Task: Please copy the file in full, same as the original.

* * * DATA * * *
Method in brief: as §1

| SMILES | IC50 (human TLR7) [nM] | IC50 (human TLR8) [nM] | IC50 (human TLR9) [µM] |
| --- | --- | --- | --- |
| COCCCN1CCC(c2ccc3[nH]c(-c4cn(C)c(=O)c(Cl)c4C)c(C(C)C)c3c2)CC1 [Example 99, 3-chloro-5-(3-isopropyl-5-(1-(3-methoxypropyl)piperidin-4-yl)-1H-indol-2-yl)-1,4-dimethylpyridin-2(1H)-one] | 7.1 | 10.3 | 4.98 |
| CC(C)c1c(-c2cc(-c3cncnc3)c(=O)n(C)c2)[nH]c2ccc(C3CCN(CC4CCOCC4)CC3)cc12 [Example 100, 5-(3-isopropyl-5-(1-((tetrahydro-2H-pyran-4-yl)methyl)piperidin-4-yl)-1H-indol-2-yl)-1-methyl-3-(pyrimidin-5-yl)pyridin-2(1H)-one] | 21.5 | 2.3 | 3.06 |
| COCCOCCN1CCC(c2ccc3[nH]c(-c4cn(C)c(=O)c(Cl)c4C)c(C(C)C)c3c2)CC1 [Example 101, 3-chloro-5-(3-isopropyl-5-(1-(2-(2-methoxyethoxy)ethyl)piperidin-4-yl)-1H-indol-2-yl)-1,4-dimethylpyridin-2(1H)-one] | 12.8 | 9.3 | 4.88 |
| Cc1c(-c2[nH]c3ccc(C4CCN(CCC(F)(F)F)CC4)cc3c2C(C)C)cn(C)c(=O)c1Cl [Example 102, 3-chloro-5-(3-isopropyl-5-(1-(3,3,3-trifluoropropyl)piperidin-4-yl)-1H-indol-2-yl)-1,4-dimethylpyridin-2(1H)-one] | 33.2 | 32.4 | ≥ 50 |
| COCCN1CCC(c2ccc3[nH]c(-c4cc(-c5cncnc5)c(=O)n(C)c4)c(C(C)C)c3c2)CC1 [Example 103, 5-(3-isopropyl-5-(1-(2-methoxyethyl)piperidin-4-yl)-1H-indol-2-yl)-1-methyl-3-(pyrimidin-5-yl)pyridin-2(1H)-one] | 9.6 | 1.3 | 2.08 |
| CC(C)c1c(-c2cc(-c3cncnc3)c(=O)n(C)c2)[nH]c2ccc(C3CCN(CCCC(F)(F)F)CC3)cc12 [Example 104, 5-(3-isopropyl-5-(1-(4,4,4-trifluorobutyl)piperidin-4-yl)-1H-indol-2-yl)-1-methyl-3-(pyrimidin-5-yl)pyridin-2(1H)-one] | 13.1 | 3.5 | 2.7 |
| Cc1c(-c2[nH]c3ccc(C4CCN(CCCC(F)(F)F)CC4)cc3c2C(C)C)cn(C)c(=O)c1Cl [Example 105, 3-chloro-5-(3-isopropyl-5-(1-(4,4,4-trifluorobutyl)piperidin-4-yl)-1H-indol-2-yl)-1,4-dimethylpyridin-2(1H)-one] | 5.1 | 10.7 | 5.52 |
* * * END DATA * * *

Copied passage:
Method in brief: as §1

| SMILES | IC50 (human TLR7) [nM] | IC50 (human TLR8) [nM] | IC50 (human TLR9) [µM] |
| --- | --- | --- | --- |
| COCCCN1CCC(c2ccc3[nH]c(-c4cn(C)c(=O)c(Cl)c4C)c(C(C)C)c3c2)CC1 [Example 99, 3-chloro-5-(3-isopropyl-5-(1-(3-methoxypropyl)piperidin-4-yl)-1H-indol-2-yl)-1,4-dimethylpyridin-2(1H)-one] | 7.1 | 10.3 | 4.98 |
| CC(C)c1c(-c2cc(-c3cncnc3)c(=O)n(C)c2)[nH]c2ccc(C3CCN(CC4CCOCC4)CC3)cc12 [Example 100, 5-(3-isopropyl-5-(1-((tetrahydro-2H-pyran-4-yl)methyl)piperidin-4-yl)-1H-indol-2-yl)-1-methyl-3-(pyrimidin-5-yl)pyridin-2(1H)-one] | 21.5 | 2.3 | 3.06 |
| COCCOCCN1CCC(c2ccc3[nH]c(-c4cn(C)c(=O)c(Cl)c4C)c(C(C)C)c3c2)CC1 [Example 101, 3-chloro-5-(3-isopropyl-5-(1-(2-(2-methoxyethoxy)ethyl)piperidin-4-yl)-1H-indol-2-yl)-1,4-dimethylpyridin-2(1H)-one] | 12.8 | 9.3 | 4.88 |
| Cc1c(-c2[nH]c3ccc(C4CCN(CCC(F)(F)F)CC4)cc3c2C(C)C)cn(C)c(=O)c1Cl [Example 102, 3-chloro-5-(3-isopropyl-5-(1-(3,3,3-trifluoropropyl)piperidin-4-yl)-1H-indol-2-yl)-1,4-dimethylpyridin-2(1H)-one] | 33.2 | 32.4 | ≥ 50 |
| COCCN1CCC(c2ccc3[nH]c(-c4cc(-c5cncnc5)c(=O)n(C)c4)c(C(C)C)c3c2)CC1 [Example 103, 5-(3-isopropyl-5-(1-(2-methoxyethyl)piperidin-4-yl)-1H-indol-2-yl)-1-methyl-3-(pyrimidin-5-yl)pyridin-2(1H)-one] | 9.6 | 1.3 | 2.08 |
| CC(C)c1c(-c2cc(-c3cncnc3)c(=O)n(C)c2)[nH]c2ccc(C3CCN(CCCC(F)(F)F)CC3)cc12 [Example 104, 5-(3-isopropyl-5-(1-(4,4,4-trifluorobutyl)piperidin-4-yl)-1H-indol-2-yl)-1-methyl-3-(pyrimidin-5-yl)pyridin-2(1H)-one] | 13.1 | 3.5 | 2.7 |
| Cc1c(-c2[nH]c3ccc(C4CCN(CCCC(F)(F)F)CC4)cc3c2C(C)C)cn(C)c(=O)c1Cl [Example 105, 3-chloro-5-(3-isopropyl-5-(1-(4,4,4-trifluorobutyl)piperidin-4-yl)-1H-indol-2-yl)-1,4-dimethylpyridin-2(1H)-one] | 5.1 | 10.7 | 5.52 |